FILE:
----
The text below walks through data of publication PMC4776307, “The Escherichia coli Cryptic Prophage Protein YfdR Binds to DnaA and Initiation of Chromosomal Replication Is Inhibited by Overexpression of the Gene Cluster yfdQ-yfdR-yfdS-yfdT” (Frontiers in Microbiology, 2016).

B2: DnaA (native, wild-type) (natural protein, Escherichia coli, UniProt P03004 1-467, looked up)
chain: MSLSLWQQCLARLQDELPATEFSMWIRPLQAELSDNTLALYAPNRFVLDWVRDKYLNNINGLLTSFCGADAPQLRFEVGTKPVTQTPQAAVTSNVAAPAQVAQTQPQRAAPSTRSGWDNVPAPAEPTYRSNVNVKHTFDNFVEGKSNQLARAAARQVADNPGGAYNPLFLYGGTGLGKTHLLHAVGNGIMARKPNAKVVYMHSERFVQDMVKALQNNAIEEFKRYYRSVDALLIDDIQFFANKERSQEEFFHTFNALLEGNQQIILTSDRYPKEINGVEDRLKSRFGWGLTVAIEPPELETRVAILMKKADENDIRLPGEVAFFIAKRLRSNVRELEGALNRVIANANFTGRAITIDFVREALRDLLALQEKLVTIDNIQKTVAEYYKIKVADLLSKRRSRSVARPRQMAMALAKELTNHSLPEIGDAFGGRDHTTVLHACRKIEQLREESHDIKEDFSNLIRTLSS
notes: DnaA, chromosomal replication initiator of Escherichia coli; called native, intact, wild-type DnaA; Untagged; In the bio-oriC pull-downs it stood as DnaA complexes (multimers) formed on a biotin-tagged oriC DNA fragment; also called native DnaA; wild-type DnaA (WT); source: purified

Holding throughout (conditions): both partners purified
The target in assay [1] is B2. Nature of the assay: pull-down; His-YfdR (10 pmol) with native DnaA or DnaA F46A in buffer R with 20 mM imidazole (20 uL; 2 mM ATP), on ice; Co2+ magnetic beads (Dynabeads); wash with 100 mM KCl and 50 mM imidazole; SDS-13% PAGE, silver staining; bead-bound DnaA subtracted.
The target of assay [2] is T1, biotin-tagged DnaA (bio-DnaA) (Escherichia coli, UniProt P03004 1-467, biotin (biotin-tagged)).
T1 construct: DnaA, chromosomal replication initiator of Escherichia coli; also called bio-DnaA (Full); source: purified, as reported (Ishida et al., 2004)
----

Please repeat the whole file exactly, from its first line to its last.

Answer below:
The text below walks through data of publication PMC4776307, “The Escherichia coli Cryptic Prophage Protein YfdR Binds to DnaA and Initiation of Chromosomal Replication Is Inhibited by Overexpression of the Gene Cluster yfdQ-yfdR-yfdS-yfdT” (Frontiers in Microbiology, 2016).

B2: DnaA (native, wild-type) (natural protein, Escherichia coli, UniProt P03004 1-467, looked up)
chain: MSLSLWQQCLARLQDELPATEFSMWIRPLQAELSDNTLALYAPNRFVLDWVRDKYLNNINGLLTSFCGADAPQLRFEVGTKPVTQTPQAAVTSNVAAPAQVAQTQPQRAAPSTRSGWDNVPAPAEPTYRSNVNVKHTFDNFVEGKSNQLARAAARQVADNPGGAYNPLFLYGGTGLGKTHLLHAVGNGIMARKPNAKVVYMHSERFVQDMVKALQNNAIEEFKRYYRSVDALLIDDIQFFANKERSQEEFFHTFNALLEGNQQIILTSDRYPKEINGVEDRLKSRFGWGLTVAIEPPELETRVAILMKKADENDIRLPGEVAFFIAKRLRSNVRELEGALNRVIANANFTGRAITIDFVREALRDLLALQEKLVTIDNIQKTVAEYYKIKVADLLSKRRSRSVARPRQMAMALAKELTNHSLPEIGDAFGGRDHTTVLHACRKIEQLREESHDIKEDFSNLIRTLSS
notes: DnaA, chromosomal replication initiator of Escherichia coli; called native, intact, wild-type DnaA; Untagged; In the bio-oriC pull-downs it stood as DnaA complexes (multimers) formed on a biotin-tagged oriC DNA fragment; also called native DnaA; wild-type DnaA (WT); source: purified

Holding throughout (conditions): both partners purified
The target in assay [1] is B2. Nature of the assay: pull-down; His-YfdR (10 pmol) with native DnaA or DnaA F46A in buffer R with 20 mM imidazole (20 uL; 2 mM ATP), on ice; Co2+ magnetic beads (Dynabeads); wash with 100 mM KCl and 50 mM imidazole; SDS-13% PAGE, silver staining; bead-bound DnaA subtracted.
The target of assay [2] is T1, biotin-tagged DnaA (bio-DnaA) (Escherichia coli, UniProt P03004 1-467, biotin (biotin-tagged)).
T1 construct: DnaA, chromosomal replication initiator of Escherichia coli; also called bio-DnaA (Full); source: purified, as reported (Ishida et al., 2004)